“These are narcissistic, self-centered guys who see themselves as the glue of the family. They feel they have to take their own life, but first, they have to kill the children. To them, it seems rational. They think they can’t manage and the family can’t manage without them.”

It’s also worth pointing out that when you look at murder-suicide in general — and not just when children are among the victims — it is almost exclusively (roughly 90%)  a male crime, with the victims almost always female, generally the man’s wife, girlfriend, or ex. Not surprisingly, disproportionate number of those responsible for murder-suicides involving intimate partners were also domestic abusers. (As was, reportedly, the Japanese man who set himself and his son ablaze.)

The only heartening thing here is that TyphonBlue actually got downvoted in the Men’s Rights subreddit for spouting her toxic nonsense.

EDITED TO ADD, 12/30/13: The son, who had been in critical condition since the incident, has now died.

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Alice Sanguinaria
8 years ago

You stupid iPod keyboard >_<

Anyways, off topic, but I wish that MRAs really did care about men and boys. Why don't they tackle toxic masculinity? Why do they use suicide as a "gotcha!" to feminists, instead of helping male victims? Why do they not care?

http://www.upworthy.com/theres-something-absolutely-wrong-with-what-we-do-to-boys-before-they-grow-into-men

Bina
8 years ago

OT, but oh-so-gross: Phil Robertson’s MRA moment!

pecunium
8 years ago

I’m mixed on, “tribal” as there is a large slice of society that is doing things, “to find their tribe”

Which is of a piece with the idea of, “chosen family”. Certainly the MRM has an in-group/out-group mindset, and a large part of it has a set of shared beliefs; the orthodoxy of which cannot be questioned (which is why they often seem so out of synch with the rest of the world; they speak as if a number of things most people don’t believe are simple truths).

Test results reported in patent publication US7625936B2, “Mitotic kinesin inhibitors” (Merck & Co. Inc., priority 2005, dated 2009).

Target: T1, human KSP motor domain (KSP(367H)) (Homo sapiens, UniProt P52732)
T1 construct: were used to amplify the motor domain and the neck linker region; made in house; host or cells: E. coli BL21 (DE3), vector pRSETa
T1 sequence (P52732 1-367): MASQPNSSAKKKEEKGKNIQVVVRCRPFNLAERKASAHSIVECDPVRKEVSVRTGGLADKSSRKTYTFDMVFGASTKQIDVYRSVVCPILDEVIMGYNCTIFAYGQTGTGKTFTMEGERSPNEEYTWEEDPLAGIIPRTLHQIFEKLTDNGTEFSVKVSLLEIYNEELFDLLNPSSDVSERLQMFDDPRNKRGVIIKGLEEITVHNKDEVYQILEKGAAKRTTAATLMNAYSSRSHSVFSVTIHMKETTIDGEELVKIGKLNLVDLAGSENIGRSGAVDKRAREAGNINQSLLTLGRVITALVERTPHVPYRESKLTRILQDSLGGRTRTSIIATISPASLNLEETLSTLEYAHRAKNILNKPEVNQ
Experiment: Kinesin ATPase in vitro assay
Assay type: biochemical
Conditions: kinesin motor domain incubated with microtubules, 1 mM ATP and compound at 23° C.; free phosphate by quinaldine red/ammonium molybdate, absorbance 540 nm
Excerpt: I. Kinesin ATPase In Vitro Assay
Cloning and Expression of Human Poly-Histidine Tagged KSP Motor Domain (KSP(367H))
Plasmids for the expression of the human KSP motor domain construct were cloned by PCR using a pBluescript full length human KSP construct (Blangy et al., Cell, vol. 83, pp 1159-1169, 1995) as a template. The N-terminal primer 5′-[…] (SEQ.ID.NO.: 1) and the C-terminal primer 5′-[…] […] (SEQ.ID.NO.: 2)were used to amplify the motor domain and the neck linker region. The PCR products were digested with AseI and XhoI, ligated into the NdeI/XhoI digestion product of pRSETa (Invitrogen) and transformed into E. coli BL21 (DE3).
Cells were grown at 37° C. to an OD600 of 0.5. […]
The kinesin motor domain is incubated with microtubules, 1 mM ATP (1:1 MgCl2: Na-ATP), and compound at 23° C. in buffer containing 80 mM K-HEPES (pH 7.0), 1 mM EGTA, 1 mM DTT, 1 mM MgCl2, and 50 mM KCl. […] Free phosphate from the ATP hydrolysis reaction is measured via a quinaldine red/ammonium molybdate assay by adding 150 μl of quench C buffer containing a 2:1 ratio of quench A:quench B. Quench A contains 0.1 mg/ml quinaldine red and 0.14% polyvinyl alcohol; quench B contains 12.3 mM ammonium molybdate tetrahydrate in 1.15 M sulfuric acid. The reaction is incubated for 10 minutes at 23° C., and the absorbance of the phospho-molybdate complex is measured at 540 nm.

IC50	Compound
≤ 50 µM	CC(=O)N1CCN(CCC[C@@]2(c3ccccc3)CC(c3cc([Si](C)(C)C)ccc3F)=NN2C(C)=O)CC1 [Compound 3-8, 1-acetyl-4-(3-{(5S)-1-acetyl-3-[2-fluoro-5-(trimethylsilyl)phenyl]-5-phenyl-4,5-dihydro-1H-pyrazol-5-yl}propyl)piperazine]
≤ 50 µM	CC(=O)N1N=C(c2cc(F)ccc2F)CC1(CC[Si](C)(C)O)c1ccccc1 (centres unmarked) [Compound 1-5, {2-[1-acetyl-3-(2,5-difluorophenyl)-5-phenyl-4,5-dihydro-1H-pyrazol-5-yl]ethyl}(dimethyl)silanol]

So using a phrase to recognise that doesn’t seem out of line to me, in fact it seems needful, as being able to communicate their sense of both identity, and shared belief, is something we want to be able to do when we talk to people who are less steeped in the ways of the MRM.

Alice Sanguinaria
8 years ago

Bina – EWWWW

I definitely was not mature enough to be married at 15. Nope, freshman/sophomore Alice was definitely not mature enough to handle marriage.

dallasapple
dallasapple
8 years ago

“According to Japanese logic, the suicidal mother cannot bear to leave the child to survive alone”

Interesting . I know a woman that because of the death of her husband was severely depressed and suicidal . They had young children when he died . When she contemplated suicide the plan was to take the children with her . She said she couldn’t bare the thought of the children having to “live through” losing both their mother and father at such a young age as well as who would take care of them .

She didn’t do it . But her thoughts on that sound similar to what you stated .

I’m curious on what the logic is when men do murder suicide ?

Bina
8 years ago

I definitely was not mature enough to be married at 15. Nope, freshman/sophomore Alice was definitely not mature enough to handle marriage.

Me neither…nor at 18 or even 25. My worst nightmare at 18 was literally that my parents would force me to marry an older man when I hadn’t even had a real boyfriend yet.

gillyrosebee
8 years ago

Okay, I didn’t like the Duck Dynasty thing before, and I certainly swore off it with the recent controversy, but that is nauseating.

dallasapple
dallasapple
8 years ago

OT, but oh-so-gross: Phil Robertson’s MRA moment!

Why am I completely non shocked ? I know why ! Cuz I figured as much that would be his view.

Bina
8 years ago

Bigotries definitely come in clusters. And oh, the irony of a man advocating pedo-marriage when he thinks there’s something wrong with being gay…

dallasapple
dallasapple
8 years ago

Bigotries definitely come in clusters. And oh, the irony of a man advocating pedo-marriage when he thinks there’s something wrong with being gay…

The bigger irony is pedophilia is supposedly synonymous with gay by people like him .

lightcastle
lightcastle
8 years ago

@RobertRamirez

Actually, he does give a reason.

“These studies are problematic, however, since they tend to feature incredibly small sample sizes that make any statistical conclusions suspect. Further, even if we accept discrepancies in the brains of transsexuals as an assumption, this is a far cry from establishing that these differences are inherent.”

Which is perfectly legitimate criticism. It doesn’t excuse the rest of the article’s terribleness, but I can’t find fault in that paragraph. Most brain-structure studies have these problems.

Nepenthe
Nepenthe
8 years ago